Nothing describes East meets Pacific Northwest better than the story of Bull Run Distillery’s Oregon Arak. Unofficially known as the national beverage of Lebanon, arak is a classic Middle Eastern grape-based spirit. In the case of Bull Run Distillery’s version, the base spirit is distilled directly from Willamette Valley Pinot Noir wine (not just must) combined with anise seed from Syria, providing the best of both worlds. Bottled exclusively for the Gorham Restaurant Group (and available to taste at Bull Run Distillery tasting rooms), arak is best enjoyed with mezze — as it is traditionally served in the Middle East — where it aids in cleansing the palate in preparation for the next food flavor. It also can be sipped as a delicious and refreshing after-dinner digestif, or — as Jamal Hassan, bar director of Mediterranean Exploration Company and Shalom Y’all expertly demonstrates — mixed in cocktails.
Hassan explained how Oregon’s interpretation of this Middle Eastern spirit came to be. “Basically, my background is Middle Eastern, and when we opened Mediterranean Exploration Company with the Toro Bravo group, it was a great chance to reconnect with the cuisine and cocktails of my heritage,” he said. “Much of the arak imported into the U.S. is rough and racy, with that familiar grappa burn. They tend to be overpowering with anise and challenging to mix in cocktails.”
After Hassan traveled to Haifa, Israel, on a culinary tour with chefs and partners, he tried softer arak spirits that were more fruit forward. He became obsessed with the spirit and spoke to Lee Medoff, head distiller of Bull Run Distillery (who he thought was making the best aquavit in the country), about his hopes for production. Both are fans of exotic licorice spirits, and it didn’t take much convincing to get the project started. After tasting numerous Middle Eastern araks, they both agreed on a style that would be authentic yet uniquely their own. They knew it was important not just to replicate the spirit, but to create something that was recognizably Northwest and Middle Eastern.
Adhering to centuries-old tradition, where the arak base is distilled from wine or grape must, Bull Run specifically uses Oregon Pinot Noir, lending balanced body and cherry backbone to the base brandy. Syrian anise seed is then infused and it is redistilled. The result is a bright, black licorice aroma that hints at sweetness but surprises with a dry and lingering finish. Though well-known for its dominant flavor profile, arak can be quite versatile, adding dimension to cocktails paired with grapefruit, tea and mint. It also is excellent on its own, showing off its beautiful opalescence when mixed with water or ice.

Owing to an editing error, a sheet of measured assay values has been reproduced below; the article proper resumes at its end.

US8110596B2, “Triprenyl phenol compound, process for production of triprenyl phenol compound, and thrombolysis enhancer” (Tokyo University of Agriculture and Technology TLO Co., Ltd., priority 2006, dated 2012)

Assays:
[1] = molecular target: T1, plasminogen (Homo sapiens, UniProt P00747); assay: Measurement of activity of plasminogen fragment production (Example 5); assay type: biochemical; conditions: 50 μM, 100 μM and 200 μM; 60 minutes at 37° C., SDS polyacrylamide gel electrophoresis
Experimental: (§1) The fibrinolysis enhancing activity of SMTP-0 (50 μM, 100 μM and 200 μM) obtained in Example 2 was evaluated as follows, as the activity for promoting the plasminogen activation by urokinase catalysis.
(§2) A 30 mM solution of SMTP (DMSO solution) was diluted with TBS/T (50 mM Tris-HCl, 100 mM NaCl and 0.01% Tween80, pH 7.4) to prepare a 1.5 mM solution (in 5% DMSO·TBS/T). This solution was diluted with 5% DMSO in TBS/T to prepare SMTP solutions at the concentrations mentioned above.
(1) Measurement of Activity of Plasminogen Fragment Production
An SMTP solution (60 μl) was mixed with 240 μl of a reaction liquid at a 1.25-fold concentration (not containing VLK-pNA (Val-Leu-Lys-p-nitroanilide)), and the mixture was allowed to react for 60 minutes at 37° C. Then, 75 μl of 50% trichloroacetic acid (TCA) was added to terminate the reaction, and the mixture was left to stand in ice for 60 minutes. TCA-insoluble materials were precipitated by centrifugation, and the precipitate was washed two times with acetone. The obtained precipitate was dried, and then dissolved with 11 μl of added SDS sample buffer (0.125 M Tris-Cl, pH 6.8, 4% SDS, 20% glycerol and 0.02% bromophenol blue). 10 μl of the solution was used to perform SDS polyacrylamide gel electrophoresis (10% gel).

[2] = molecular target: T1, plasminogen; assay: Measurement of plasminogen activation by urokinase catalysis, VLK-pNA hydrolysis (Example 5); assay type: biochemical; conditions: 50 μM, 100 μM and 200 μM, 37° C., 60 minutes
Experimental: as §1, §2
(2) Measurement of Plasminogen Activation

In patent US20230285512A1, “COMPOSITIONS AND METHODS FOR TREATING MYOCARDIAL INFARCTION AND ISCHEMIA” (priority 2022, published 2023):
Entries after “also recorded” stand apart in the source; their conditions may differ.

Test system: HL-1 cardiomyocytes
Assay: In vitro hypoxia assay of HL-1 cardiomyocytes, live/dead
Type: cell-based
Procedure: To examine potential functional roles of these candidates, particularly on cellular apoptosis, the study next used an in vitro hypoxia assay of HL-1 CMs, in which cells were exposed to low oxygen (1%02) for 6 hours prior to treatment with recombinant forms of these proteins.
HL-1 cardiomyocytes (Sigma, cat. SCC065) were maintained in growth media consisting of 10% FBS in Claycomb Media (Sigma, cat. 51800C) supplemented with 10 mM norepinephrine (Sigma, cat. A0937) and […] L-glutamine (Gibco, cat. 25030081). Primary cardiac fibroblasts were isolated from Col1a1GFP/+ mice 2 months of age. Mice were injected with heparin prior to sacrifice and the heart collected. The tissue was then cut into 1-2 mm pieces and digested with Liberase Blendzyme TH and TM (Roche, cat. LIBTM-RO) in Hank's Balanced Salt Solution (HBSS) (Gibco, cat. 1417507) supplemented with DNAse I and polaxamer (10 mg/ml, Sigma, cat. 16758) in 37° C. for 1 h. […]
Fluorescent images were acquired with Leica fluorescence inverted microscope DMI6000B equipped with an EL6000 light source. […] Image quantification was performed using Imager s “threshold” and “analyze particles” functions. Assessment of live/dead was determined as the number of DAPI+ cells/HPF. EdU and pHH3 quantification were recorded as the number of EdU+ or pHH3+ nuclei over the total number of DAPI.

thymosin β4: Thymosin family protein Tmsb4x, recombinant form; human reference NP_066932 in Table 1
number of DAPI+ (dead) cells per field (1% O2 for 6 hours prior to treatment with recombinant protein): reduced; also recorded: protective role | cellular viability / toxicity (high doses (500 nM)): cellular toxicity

Hassan has created a host of imaginative arak cocktail recipes for the two Gorham restaurants. Here’s one to try:
Easy Way Out
This cocktail is a riff on an Absinthe Frappe, using the first strawberries of the season with lime juice, mint, arak and gin to produce a fruity and floral seasonal drink.
Makes 1 cocktail
¾ ounce strawberry syrup (recipe below)
¾ ounce lime juice
1 ounce Tanqueray 10 Gin
1 ounce Mediterranean Exploration Company Oregon Arak by Bull Run Distillery
In a cocktail shaker, combine strawberry syrup, lime juice, gin and arak. Give it a short shake, strain, and pour into a goblet. Add crushed ice and garnish with a big mint sprig.
4 cups strawberries, stems removed
5 cups sugar
4 ¼ cups hot water
2 ½ grams acid blend
Lightly press strawberries to release juice. Combine with sugar. Let rest until almost all sugar is incorporate
Add water and stir to dissolve remaining sugar. Strain solids and add acid.